What It's About
A catering chef serves up a tasty side dish.
Words of Wisdom
Chris has some great advice for anyone interested in a similar hustle; "Ask any of your friends and family who wants to have a dinner in their home. Go try it out, see if you like it, and see how feasible it is for you to do. Again, there is almost no overhead, or capital expenses. Do it one time and see if you like it."
One of my craziest experiences was having to cook a dinner for two on a boat. They had told me they had rented a boat to take a sunset cruise on the Potomac, overlooking the monuments in Washington, DC. We planned a multi-course menu for their dinner. When I got there, there was a propane grill, that was maybe 10 inches, and had a tiny camping style propane tank. I had brought a portable electric stoves, but the captain said there wasn't enough power for it, so I had to leave it in my car.
Notes from Chris
Chris Spear always wanted to be a chef. He grew up with an interest in cooking and at sixteen began working in kitchens. From there, he went to college and earned a degree in culinary arts. After graduation, he entered the industry, working as a chef for a catering company. To say that Chris loves cooking would be an understatement… but that’s only the appetizer to his side hustle story. The main event is that Chris was a hard working, diligent employee who took great pride in the food he prepared for customers. And yet, several years into his career, he started looking for something more. Something to make a little extra money that was hopefully food related. Turns out it was the job itself that would lead to this possibility. You see, his company catered large events for dozens or hundreds of people. Sometimes, though, they were contacted for smaller private functions of only a few people. Often in the customers' own home. Instead of turning down the business, which wasn’t in their wheelhouse, they offered Chris the opportunity to take on these morsels... and he loved it. Preparing a meal for someone, for a special occasion, in their home tapped into his love of food in a profound way. That’s when he decided to go from the frying pan into the fire. He began by calling and emailing everyone he knew to let them know his plan. Soon, he had a bite—also known as his first customer. He also whipped up a brand name, Perfect Little Bites. He’d been working a full time job and building his side hustle for over five years. It was time for him to quit that day job and go all in. He knew that Perfect Little Bites might rise like a cake or fall like a souffle. But either way, he had to take the chance. And it worked. With more free time to pay attention to his business, business grew. There have been some down periods but Chris propped them up with lucrative months. On average, he takes home around sixty thousand dollars per year in what is now his full-time hustle. He also has plenty of time to actually take off. For dessert, Chris is now working on a consulting business he calls Chefs Without Restaurants where he aims to coach hopeful chefs in how to start their own private cooking business. He’s already earning an additional five hundred dollars per month with that, so it might not be long before it becomes a permanent addition to the menu.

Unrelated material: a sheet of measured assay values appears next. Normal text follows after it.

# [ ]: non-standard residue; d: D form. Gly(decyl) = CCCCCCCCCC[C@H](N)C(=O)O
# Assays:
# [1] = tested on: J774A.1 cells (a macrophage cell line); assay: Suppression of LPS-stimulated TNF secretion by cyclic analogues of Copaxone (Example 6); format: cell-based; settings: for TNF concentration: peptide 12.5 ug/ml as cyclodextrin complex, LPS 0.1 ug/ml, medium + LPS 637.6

MENTIONED IN THIS EPISODE:
- Learn more about Chris and his private chef business at his website, PerfectLittleBites.com and check out his new hustle, Chefs Without Restaurants at chefswithoutrestaurants.com.
- Private Chef Turns Performance Food Into $30,000/Month Hustle: A California professional uses her autoimmune disease to learn about healthy performance food, creating two businesses in the process.
- Line Chef Makes Millions Cooking Up Apron Empire: A chef sets out to reinvent the humble apron, growing it to a multi-million-dollar company while still working in restaurants at night.
- Nacho Average Tacos! Chef Puts Twist on Mexican Culinary Classics: A San Diego chef turns her weekend catering gig into a popular brick and mortar restaurant for visitors on both sides of the border.
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